The group of Alliance of Liberals and Democrats for Europe (ALDE) commissioned Ogilvy PR to develop a campaign to raise awareness of civil liberties amongst European citizens. The objective was to make people think about the erosion of civil liberties that has occurred through the fight against terrorism and to reflect on the right balance between liberty and security.
Research shows that people do not clearly understand what their civil liberties entail and that they are either unaware or unconcerned that their liberties may have been sacrificed in the fight against terrorism. Part of the challenge, therefore, was to campaign on an issue that is not widely perceived to be a problem. A second challenge was the range of civil liberties that ALDE wanted to address: including freedom of speech, data protection, freedom from discrimination, transparency in European Union (EU) lawmaking and gay rights.
The key was to encourage people across the EU to think about their civil liberties and whether the balance between liberty and security has been lost in the post-9/11 world. The central tenet of the campaign was to re-establish the balance between liberty and security, placing the ALDE group as the frontrunners in the defence of civil liberties. But first, we needed to draw people’s attention to the fact that the balance had shifted.
After much discussion, Ogilvy PR decided to launch the campaign with a “manifesto” of words representing the essential liberties that had been lost following the attack on the twin towers on 9/11. The imagery needed to be respectful but impactful so as to strike the right balance. A printed poster, video clip and internet banner were all developed around a word picture of one of the twin towers – with the slogan “keeping the balance.”
A civil liberties logo and webpage (integrated in the ALDE Website) was designed in keeping with the campaign look and feel. Members of the ALDE group were encouraged to post videos on the site outlining heir support for civil liberties. Concurrently, a civil liberties blog was developed, launched by campaign leader Alexander Alvaro MEP using Facebook and Twitter to encourage civil liberties activitists and supporters to share content and ultimately build a European civil liberties movement.
In order to place a stake in the ground and give the civil liberties cause a life beyond the campaign, Ogilvy PR advised the ALDE group to establish a European Civil Liberties Day.
Journalists, non-governmental organizations and Members of the European Parliament (MEPs) were sent an invitation by e-mail alert, intended to be read on Blackberries and other personal devices, with a warning that the message may be read and recorded according to current data retention laws if routed via the US.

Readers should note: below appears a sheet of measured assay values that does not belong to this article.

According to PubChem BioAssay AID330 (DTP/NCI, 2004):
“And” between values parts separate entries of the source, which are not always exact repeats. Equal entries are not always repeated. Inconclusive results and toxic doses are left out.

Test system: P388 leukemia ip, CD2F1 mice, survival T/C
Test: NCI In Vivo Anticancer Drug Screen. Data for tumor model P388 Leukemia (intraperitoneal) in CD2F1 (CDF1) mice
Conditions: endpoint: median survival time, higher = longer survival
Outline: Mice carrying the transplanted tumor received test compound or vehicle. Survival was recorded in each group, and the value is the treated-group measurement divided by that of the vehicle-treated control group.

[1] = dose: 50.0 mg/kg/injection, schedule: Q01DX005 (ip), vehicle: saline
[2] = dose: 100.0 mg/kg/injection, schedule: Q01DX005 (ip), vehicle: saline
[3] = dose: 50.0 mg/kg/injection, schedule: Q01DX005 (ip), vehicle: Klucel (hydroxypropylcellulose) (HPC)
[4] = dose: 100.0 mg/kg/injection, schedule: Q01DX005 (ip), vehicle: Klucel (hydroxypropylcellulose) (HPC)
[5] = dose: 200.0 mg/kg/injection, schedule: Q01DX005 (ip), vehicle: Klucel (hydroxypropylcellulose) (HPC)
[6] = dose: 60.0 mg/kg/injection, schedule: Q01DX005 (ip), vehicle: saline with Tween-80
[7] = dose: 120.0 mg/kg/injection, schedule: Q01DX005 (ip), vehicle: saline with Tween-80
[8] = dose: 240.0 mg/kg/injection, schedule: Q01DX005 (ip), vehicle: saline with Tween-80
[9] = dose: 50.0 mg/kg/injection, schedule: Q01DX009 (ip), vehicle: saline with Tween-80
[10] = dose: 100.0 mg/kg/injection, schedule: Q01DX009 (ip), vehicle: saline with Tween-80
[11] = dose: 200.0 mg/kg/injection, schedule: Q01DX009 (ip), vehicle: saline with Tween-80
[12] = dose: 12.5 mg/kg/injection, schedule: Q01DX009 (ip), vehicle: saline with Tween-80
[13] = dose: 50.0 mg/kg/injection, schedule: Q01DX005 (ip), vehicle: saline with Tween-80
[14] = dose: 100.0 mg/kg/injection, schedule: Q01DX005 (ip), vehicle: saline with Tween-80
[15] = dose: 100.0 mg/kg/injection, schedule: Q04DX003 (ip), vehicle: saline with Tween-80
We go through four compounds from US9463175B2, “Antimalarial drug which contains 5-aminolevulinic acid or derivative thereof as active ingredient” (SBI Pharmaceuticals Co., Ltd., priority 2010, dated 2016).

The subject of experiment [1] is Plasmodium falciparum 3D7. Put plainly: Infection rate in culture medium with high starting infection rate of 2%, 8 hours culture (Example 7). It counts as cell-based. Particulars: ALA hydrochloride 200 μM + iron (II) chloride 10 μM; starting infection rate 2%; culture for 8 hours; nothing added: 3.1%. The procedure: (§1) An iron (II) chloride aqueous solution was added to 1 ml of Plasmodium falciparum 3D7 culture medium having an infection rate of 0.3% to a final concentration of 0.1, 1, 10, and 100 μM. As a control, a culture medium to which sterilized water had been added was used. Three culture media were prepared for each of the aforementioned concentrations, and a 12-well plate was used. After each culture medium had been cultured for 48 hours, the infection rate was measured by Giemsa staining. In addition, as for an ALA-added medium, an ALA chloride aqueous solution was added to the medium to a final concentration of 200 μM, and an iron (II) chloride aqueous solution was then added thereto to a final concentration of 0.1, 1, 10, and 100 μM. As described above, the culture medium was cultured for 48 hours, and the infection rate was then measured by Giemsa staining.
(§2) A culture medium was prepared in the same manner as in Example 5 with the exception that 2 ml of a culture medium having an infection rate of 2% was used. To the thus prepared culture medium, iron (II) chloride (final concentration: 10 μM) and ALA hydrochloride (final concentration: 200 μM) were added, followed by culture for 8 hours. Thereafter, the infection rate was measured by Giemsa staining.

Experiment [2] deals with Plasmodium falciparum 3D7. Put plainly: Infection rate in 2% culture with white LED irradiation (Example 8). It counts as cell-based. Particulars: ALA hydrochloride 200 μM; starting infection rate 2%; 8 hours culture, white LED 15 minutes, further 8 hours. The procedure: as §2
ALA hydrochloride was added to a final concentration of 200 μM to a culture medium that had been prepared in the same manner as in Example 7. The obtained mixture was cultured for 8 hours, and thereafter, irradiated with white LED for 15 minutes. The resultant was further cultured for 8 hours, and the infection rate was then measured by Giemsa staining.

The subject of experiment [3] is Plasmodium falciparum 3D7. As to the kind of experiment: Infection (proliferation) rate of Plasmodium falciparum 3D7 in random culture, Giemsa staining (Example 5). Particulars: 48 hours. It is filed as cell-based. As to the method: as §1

Security and liberty banners were designed as a balancing backdrop for the launch in the European Parliament, as well as a map of Europe on which those assembled were invited to place anti-fingerprint stickers. Visiting members of the The European Liberal Democrat and Reform (ELDR) party from across Europe and members of the public were invited to a symbolic release of ALDE civil liberties branded balloons outside the European Parliament, on behalf of all those who were not at liberty to support the campaign.
Campaign activation items were designed to make the campaign real and relevant to people’s lives. A powerful short film on freedom of speech and anti-discrimination was produced, based on the well-known anti-holocaust poem by Martin Niemoller
“First they came for.. ” The poem was also produced in the form of a fridge magnet, with topical subjects added to enable people to make their own modern day versions of the poem.
Plastic travel packs containing bottles labeled safe and unsafe and an explanation of the current illogical restrictions on liquids in hand baggage were distributed by MEPs at major European airports around the busy Easter holiday travel period in the week leading up to the launch.
The Civil Liberties campaign was launched at the European Parliament in Brussels on December 10, also the 60th anniversary of the UN Declaration of Human Rights. The first European Civil Liberties Day was inaugurated on April 15 by ALDE President Graham Watson and the Slovenian Minister for Internal Affairs, in the presence of over 100 members of the ALDE group, other MEPs, journalists and NGOs that are working on the issues of data privacy, Roma rights, Gay and Lesbian rights, and freedom of the press.
In total, a selection of 400 journalists and 150 NGOs from all 27 EU Member States were informed about the campaign and invited to the European Civil Liberties Day.
A petition supporting an annual European Civil Liberties Day was launched on the blog. Currently, Czech journalists are publicising their campaign against restrictions on press freedom on the civil liberties blog. Over 23,000 contacts on Twitter have been registered, over 550 friends have joined the civil liberties cause on Facebook and the
ALDE civil liberties video against discrimination is provoking intense interest on YouTube with more than 1800 viewers.
We also contacted 50 influential bloggers on the theme of Civil Liberties to gain awareness for the campaign. On Facebook, Ogilvy PR promoted the Civil Liberties campaign towards the 25 most important groups on the topic. By posting messages, direct contact, becoming a ‘fan’, joining groups and posting the video, we were in contact with over 100,000 people that are interested in the topic of civil liberties.